After being buried, Narcisse drifted in a timeless semi-conscious state. That's when a bokor (Voodoo priest) and a couple of henchmen exhumed him, bound him up, and whisked him away to the fantastical world of a sugar plantation, which is nowhere near as fun and candy-themed as it seems.
For the next two years, farming was Narcisse's job, and zombing was his hobby. And he was not alone. The bokor had a whole zombie work crew, which he fed one meal a day: a paste made of sweet potatoes, cane syrup, and zombie cucumber. Yes, it sounds ridiculous, but zombie cucumber is an effective narcotic: It once got British soldiers so high that they could see their house from Virginia.
Narcisse said the bokor took his soul, and with no will to resist, he only escaped when one of the zombies rebelled against the abuse and killed their captor with a hoe. Free of the curse, the zombies were able to wander off in search of more lucrative employment, and possibly brains.
The Boring Reality
Ethnobotanist E. Wade Davis studied the case, purchased some zombie powder from local bokors, and analyzed it. He determined that it was a mix of skin irritants and tetrodotoxin (pufferfish poison, like that episode of The Simpsons where Homer made a bucket list). The irritants chafe the skin, allowing the poison to enter a person's system in nonlethal doses and cause a state that is nearly indistinguishable from death. When the victims who survive the zombie powder are dug up a few days later, the psychological effects of their "death" and a continuing diet of strong hallucinogens convince them they've been zombified.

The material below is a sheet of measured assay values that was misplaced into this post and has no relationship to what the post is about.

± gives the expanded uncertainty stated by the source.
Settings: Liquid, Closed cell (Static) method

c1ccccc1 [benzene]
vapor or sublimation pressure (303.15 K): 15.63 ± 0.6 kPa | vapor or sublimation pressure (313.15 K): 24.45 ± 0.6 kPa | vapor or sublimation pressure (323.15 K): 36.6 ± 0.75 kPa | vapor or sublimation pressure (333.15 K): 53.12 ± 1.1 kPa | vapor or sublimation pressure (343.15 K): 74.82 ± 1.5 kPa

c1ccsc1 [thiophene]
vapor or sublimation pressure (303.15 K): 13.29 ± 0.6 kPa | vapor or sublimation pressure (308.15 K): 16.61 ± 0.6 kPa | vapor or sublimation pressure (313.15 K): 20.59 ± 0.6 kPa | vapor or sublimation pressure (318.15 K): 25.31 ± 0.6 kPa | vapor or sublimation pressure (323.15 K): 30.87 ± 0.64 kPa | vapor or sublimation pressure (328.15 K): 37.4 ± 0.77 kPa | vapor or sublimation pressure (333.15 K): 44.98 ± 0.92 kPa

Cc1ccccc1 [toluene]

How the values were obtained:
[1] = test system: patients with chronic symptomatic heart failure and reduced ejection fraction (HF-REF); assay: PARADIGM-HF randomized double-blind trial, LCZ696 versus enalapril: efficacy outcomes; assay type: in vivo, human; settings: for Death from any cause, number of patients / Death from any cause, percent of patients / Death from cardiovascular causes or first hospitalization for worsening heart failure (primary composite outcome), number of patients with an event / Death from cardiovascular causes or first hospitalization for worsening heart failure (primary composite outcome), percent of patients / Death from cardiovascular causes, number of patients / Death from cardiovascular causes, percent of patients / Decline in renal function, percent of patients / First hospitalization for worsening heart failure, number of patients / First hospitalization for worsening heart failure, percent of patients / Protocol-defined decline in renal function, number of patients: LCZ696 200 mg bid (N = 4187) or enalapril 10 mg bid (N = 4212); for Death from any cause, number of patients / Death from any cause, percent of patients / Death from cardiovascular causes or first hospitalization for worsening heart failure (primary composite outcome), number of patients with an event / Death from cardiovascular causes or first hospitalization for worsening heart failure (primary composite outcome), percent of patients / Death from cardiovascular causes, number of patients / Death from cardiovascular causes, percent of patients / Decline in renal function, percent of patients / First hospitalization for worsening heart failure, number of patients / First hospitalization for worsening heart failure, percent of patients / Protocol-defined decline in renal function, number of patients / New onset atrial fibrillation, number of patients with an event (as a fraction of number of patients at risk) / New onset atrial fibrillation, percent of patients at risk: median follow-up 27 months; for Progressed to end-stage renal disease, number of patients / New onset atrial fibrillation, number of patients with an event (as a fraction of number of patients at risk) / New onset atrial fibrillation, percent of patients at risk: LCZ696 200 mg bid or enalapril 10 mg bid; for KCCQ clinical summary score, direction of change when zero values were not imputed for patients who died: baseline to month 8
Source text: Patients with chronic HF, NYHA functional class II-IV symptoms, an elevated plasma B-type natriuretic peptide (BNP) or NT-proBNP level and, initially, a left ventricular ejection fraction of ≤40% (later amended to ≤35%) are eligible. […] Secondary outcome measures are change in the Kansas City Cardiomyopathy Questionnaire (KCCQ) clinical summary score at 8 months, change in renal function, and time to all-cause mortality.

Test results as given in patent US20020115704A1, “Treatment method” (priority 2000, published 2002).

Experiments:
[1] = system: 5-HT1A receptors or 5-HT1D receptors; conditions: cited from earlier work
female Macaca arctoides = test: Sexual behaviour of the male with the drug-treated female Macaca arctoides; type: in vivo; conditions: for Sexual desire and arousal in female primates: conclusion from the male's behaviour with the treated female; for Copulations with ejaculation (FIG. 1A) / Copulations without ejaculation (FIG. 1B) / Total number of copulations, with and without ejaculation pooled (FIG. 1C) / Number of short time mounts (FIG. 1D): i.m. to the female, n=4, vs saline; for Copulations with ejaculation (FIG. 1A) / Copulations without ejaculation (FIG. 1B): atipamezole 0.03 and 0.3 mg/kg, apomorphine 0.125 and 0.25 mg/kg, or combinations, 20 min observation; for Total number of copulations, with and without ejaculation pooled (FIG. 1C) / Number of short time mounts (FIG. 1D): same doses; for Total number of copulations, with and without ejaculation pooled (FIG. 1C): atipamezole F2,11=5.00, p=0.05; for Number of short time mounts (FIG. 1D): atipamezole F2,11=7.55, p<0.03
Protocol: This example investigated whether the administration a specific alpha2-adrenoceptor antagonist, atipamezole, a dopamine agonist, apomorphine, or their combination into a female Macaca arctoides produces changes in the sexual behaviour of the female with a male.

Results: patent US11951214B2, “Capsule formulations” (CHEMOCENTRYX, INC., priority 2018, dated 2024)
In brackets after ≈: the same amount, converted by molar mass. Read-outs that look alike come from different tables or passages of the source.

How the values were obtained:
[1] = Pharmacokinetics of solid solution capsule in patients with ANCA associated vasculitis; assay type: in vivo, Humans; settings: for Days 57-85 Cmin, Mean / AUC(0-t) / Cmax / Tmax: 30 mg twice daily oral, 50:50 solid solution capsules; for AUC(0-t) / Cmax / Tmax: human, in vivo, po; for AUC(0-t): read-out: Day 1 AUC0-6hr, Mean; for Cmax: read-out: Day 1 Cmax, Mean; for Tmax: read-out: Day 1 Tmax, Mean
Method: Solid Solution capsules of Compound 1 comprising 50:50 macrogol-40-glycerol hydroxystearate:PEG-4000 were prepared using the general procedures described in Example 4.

So ... holy crap. That one was actually true? All right, there you have it: Zombies are real, and pufferfish are the cause. Kids, make your own zombies at home for fun and profit.
If you're not quite horrified enough yet, take in 8 Prehistoric Creatures Ripped Directly from Your Nightmares and 6 Terrifying Creatures That Keep Going After They're Dead, or see Cracked's Field Guide to Real Monsters for much more.